At the beginning of President Emmanuel Macron’s term of office, ATD Fourth World had made their traditional request for an interview with the new head of state. As a result, three days before the announcement of a new Anti-Poverty Strategy, President Macron came to the ATD Fourth World offices in Noisy-le-Grand (France) for a working lunch with ATD Fourth World activists. Those taking part included people living in poverty, families staying at the Family Development Centre, and workers from ATD’s ‘Work and Learn Together’ project. Participants came to the meeting well prepared and with eyes wide open, determined to make their voices heard and push for change.
Here, some of the activists recall the points they made to President Macron during his five-hour visit on September 10th 2018.
“Enable us to live decently.”
Sylvie, aged 49
“We were able to say what we needed to say, whatever we wanted the president to hear. He was very attentive. He took his time with each person. I couldn’t believe it! It was a really important encounter.
He asked me questions about my life history, and gradually I began to feel at ease. Maybe what helped me was having taken part in the People’s University, where we speak openly on a topic.
What do I hope comes of this meeting? Maybe a better financial deal for the people who are slaving away, so they can live decently without having to tighten their belts.”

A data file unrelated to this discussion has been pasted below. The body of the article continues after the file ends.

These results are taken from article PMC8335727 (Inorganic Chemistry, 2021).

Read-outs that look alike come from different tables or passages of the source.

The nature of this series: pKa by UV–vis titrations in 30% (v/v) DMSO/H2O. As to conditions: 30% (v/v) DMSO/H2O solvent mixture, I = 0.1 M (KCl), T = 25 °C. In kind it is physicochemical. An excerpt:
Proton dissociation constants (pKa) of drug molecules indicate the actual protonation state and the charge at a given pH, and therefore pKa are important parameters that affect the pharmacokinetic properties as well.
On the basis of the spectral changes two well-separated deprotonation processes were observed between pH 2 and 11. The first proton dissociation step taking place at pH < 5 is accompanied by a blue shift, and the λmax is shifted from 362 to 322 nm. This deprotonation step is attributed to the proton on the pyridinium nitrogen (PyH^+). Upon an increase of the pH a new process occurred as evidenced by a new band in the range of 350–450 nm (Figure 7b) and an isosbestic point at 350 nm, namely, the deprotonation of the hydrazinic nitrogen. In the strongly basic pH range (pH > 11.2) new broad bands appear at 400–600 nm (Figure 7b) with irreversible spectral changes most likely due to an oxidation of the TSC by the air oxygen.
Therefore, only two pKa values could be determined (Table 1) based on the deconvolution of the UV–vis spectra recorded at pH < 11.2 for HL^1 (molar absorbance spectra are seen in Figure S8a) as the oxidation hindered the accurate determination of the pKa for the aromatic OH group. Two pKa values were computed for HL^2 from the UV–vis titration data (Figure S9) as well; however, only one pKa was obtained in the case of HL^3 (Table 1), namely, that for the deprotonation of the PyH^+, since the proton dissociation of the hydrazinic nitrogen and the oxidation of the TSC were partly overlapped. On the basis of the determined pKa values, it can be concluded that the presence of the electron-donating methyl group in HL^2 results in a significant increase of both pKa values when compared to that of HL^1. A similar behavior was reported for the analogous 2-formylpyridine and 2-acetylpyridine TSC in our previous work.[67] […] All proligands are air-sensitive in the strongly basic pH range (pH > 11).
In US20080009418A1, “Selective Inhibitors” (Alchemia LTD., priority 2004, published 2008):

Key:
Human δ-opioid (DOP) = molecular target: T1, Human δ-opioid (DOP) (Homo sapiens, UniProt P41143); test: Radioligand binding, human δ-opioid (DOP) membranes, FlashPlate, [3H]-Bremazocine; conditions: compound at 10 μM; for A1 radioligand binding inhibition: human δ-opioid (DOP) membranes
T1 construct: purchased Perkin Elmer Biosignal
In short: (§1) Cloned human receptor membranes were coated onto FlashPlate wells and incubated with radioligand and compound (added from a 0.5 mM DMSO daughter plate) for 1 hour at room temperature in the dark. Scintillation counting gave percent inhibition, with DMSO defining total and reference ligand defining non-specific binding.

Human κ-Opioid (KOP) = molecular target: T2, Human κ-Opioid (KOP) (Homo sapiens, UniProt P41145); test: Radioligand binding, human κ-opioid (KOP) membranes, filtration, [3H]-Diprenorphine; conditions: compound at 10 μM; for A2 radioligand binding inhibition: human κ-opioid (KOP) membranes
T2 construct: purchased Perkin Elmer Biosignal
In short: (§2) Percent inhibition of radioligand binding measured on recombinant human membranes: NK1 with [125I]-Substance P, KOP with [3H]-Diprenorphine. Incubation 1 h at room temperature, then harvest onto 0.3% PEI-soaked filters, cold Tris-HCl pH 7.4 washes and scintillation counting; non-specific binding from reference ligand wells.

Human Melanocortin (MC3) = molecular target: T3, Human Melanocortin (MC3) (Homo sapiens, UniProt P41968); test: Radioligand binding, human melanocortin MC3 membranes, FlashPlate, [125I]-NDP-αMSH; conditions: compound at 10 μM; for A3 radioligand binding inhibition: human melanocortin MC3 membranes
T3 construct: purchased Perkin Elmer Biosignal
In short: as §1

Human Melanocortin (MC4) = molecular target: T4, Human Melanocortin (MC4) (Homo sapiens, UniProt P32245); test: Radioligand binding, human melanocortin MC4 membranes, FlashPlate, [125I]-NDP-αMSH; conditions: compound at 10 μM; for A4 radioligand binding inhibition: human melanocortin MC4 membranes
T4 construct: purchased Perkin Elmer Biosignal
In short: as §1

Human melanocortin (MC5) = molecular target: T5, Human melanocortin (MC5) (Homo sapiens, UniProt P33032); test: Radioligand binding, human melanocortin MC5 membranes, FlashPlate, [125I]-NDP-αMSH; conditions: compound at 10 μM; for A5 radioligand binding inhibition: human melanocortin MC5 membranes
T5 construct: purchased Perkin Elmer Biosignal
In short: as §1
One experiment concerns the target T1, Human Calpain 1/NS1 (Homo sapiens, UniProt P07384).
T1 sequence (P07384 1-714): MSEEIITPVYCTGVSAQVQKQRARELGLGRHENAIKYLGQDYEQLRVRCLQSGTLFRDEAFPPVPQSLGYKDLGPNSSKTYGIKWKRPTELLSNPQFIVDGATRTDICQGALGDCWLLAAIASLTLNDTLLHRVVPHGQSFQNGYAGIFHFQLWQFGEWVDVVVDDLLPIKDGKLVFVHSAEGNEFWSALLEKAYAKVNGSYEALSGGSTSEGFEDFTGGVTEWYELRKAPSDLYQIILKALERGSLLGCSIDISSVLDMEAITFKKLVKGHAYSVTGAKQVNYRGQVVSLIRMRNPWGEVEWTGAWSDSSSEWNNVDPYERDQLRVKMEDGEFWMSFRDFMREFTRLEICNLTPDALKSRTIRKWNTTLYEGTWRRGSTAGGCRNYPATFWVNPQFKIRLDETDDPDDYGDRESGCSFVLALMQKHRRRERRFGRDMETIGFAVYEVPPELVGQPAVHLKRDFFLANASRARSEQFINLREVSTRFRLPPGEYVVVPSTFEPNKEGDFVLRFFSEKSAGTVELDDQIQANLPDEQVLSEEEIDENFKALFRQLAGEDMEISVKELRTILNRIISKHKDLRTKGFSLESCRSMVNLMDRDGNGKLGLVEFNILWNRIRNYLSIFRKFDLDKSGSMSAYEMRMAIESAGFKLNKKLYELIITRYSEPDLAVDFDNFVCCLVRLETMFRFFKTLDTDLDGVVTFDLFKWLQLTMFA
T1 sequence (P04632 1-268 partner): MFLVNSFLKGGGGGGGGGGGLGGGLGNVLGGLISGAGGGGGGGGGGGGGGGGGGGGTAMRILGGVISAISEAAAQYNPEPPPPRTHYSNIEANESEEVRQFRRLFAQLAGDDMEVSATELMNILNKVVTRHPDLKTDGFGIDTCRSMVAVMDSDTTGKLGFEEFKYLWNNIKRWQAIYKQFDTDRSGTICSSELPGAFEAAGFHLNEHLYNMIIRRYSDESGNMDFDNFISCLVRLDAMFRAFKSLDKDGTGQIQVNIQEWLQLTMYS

“Let us choose our own career.”
Christopher, aged 25.
“It was stressful. The president asked questions about what I wanted to do. I told him I’d previously been sent on a work placement in horticulture but that it hadn’t been my choice. He asked me what my choice would be. I replied ‘Sales’. He asked me why. I explained that I’d already had some work experience at a Leisure and Crafts store. Some of the clients were painters, others were there for their children; and I really liked it. I told him that I was at Noisy-le-Grand on the Volunteer Service scheme, and that it was preparing me well.
What do I expect from this encounter? I hope there will be more jobs, so that people will be able to choose their future career. Maybe things will change. I don’t really know, because I’m not at all interested in politics. But I do know it was important to participate and to speak to the President about school and training in the hope that I, and others like me, can pursue the career of our choice.